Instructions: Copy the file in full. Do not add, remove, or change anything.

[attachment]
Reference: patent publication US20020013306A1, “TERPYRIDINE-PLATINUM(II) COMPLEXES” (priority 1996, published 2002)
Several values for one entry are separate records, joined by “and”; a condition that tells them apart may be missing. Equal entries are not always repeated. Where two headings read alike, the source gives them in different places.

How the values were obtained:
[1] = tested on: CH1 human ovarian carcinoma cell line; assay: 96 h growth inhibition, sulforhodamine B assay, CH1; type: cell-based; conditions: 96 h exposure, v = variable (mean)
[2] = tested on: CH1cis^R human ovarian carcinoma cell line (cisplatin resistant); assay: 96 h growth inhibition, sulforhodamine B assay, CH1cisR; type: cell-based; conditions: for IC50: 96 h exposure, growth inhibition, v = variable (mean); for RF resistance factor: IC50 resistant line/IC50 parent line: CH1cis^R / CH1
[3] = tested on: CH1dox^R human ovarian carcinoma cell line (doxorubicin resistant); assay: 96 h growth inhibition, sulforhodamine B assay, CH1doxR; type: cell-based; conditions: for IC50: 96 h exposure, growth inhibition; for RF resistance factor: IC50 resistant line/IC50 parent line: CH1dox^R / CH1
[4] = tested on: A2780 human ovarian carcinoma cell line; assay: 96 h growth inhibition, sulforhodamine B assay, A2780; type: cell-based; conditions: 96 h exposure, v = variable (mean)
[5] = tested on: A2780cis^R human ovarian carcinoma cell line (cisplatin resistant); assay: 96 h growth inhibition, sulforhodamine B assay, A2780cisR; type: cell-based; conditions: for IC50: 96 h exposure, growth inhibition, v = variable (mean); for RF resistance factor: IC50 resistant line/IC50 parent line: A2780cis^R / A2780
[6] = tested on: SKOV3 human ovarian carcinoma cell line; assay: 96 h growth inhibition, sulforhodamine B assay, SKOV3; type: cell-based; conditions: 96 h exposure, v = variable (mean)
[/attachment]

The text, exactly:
Reference: patent publication US20020013306A1, “TERPYRIDINE-PLATINUM(II) COMPLEXES” (priority 1996, published 2002)
Several values for one entry are separate records, joined by “and”; a condition that tells them apart may be missing. Equal entries are not always repeated. Where two headings read alike, the source gives them in different places.

How the values were obtained:
[1] = tested on: CH1 human ovarian carcinoma cell line; assay: 96 h growth inhibition, sulforhodamine B assay, CH1; type: cell-based; conditions: 96 h exposure, v = variable (mean)
[2] = tested on: CH1cis^R human ovarian carcinoma cell line (cisplatin resistant); assay: 96 h growth inhibition, sulforhodamine B assay, CH1cisR; type: cell-based; conditions: for IC50: 96 h exposure, growth inhibition, v = variable (mean); for RF resistance factor: IC50 resistant line/IC50 parent line: CH1cis^R / CH1
[3] = tested on: CH1dox^R human ovarian carcinoma cell line (doxorubicin resistant); assay: 96 h growth inhibition, sulforhodamine B assay, CH1doxR; type: cell-based; conditions: for IC50: 96 h exposure, growth inhibition; for RF resistance factor: IC50 resistant line/IC50 parent line: CH1dox^R / CH1
[4] = tested on: A2780 human ovarian carcinoma cell line; assay: 96 h growth inhibition, sulforhodamine B assay, A2780; type: cell-based; conditions: 96 h exposure, v = variable (mean)
[5] = tested on: A2780cis^R human ovarian carcinoma cell line (cisplatin resistant); assay: 96 h growth inhibition, sulforhodamine B assay, A2780cisR; type: cell-based; conditions: for IC50: 96 h exposure, growth inhibition, v = variable (mean); for RF resistance factor: IC50 resistant line/IC50 parent line: A2780cis^R / A2780
[6] = tested on: SKOV3 human ovarian carcinoma cell line; assay: 96 h growth inhibition, sulforhodamine B assay, SKOV3; type: cell-based; conditions: 96 h exposure, v = variable (mean)